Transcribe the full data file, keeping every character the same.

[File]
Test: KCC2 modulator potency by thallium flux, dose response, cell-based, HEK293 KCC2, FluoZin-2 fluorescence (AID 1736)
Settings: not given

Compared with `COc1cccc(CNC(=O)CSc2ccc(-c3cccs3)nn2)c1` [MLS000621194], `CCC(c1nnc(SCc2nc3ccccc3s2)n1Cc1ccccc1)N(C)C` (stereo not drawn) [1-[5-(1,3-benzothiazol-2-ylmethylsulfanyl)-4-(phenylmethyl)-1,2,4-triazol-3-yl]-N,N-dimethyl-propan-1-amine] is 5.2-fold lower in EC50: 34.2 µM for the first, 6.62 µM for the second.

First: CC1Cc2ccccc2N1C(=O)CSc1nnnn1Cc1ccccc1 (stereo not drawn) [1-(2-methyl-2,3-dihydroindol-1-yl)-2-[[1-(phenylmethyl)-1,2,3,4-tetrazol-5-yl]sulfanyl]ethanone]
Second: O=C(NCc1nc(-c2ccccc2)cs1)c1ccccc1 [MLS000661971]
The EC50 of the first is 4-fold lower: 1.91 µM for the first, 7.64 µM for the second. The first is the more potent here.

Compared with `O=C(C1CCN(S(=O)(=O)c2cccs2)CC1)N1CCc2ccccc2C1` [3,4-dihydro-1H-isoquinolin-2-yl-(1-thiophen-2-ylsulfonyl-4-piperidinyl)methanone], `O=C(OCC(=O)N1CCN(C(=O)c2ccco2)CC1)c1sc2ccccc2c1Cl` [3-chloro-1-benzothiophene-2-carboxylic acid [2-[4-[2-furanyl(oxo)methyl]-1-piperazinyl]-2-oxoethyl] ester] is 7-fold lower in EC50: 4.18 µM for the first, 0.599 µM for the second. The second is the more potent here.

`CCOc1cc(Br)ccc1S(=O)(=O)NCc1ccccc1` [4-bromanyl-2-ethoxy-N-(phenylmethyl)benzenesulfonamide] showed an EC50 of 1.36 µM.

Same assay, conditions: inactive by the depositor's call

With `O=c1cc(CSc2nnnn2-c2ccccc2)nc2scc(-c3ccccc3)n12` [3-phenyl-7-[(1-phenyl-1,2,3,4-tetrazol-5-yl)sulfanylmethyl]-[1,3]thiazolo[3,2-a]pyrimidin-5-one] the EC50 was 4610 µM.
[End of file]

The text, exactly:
Test: KCC2 modulator potency by thallium flux, dose response, cell-based, HEK293 KCC2, FluoZin-2 fluorescence (AID 1736)
Settings: not given

Compared with `COc1cccc(CNC(=O)CSc2ccc(-c3cccs3)nn2)c1` [MLS000621194], `CCC(c1nnc(SCc2nc3ccccc3s2)n1Cc1ccccc1)N(C)C` (stereo not drawn) [1-[5-(1,3-benzothiazol-2-ylmethylsulfanyl)-4-(phenylmethyl)-1,2,4-triazol-3-yl]-N,N-dimethyl-propan-1-amine] is 5.2-fold lower in EC50: 34.2 µM for the first, 6.62 µM for the second.

First: CC1Cc2ccccc2N1C(=O)CSc1nnnn1Cc1ccccc1 (stereo not drawn) [1-(2-methyl-2,3-dihydroindol-1-yl)-2-[[1-(phenylmethyl)-1,2,3,4-tetrazol-5-yl]sulfanyl]ethanone]
Second: O=C(NCc1nc(-c2ccccc2)cs1)c1ccccc1 [MLS000661971]
The EC50 of the first is 4-fold lower: 1.91 µM for the first, 7.64 µM for the second. The first is the more potent here.

Compared with `O=C(C1CCN(S(=O)(=O)c2cccs2)CC1)N1CCc2ccccc2C1` [3,4-dihydro-1H-isoquinolin-2-yl-(1-thiophen-2-ylsulfonyl-4-piperidinyl)methanone], `O=C(OCC(=O)N1CCN(C(=O)c2ccco2)CC1)c1sc2ccccc2c1Cl` [3-chloro-1-benzothiophene-2-carboxylic acid [2-[4-[2-furanyl(oxo)methyl]-1-piperazinyl]-2-oxoethyl] ester] is 7-fold lower in EC50: 4.18 µM for the first, 0.599 µM for the second. The second is the more potent here.

`CCOc1cc(Br)ccc1S(=O)(=O)NCc1ccccc1` [4-bromanyl-2-ethoxy-N-(phenylmethyl)benzenesulfonamide] showed an EC50 of 1.36 µM.

Same assay, conditions: inactive by the depositor's call

With `O=c1cc(CSc2nnnn2-c2ccccc2)nc2scc(-c3ccccc3)n12` [3-phenyl-7-[(1-phenyl-1,2,3,4-tetrazol-5-yl)sulfanylmethyl]-[1,3]thiazolo[3,2-a]pyrimidin-5-one] the EC50 was 4610 µM.